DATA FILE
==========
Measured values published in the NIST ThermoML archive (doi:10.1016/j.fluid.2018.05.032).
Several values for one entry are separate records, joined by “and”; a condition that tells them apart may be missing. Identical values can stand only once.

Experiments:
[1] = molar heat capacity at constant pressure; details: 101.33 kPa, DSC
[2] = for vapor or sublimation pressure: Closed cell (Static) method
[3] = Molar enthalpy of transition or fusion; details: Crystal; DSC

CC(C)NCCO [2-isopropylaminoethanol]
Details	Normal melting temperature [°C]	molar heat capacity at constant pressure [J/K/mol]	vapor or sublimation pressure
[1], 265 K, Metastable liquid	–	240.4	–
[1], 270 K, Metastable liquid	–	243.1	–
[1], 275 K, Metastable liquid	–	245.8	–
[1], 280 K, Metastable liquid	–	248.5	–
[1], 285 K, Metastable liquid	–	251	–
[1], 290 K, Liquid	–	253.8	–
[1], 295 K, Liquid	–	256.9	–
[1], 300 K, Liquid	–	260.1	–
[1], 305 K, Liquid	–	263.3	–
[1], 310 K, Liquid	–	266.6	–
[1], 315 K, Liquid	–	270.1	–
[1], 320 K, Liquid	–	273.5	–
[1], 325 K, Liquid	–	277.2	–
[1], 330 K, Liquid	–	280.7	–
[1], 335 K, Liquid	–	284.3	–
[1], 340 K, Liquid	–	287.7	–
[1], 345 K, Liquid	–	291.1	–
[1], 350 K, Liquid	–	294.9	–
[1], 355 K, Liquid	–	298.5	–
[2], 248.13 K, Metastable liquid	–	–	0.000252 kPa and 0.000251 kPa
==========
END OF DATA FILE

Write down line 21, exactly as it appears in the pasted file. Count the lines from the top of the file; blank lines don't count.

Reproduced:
[1], 325 K, Liquid	–	277.2	–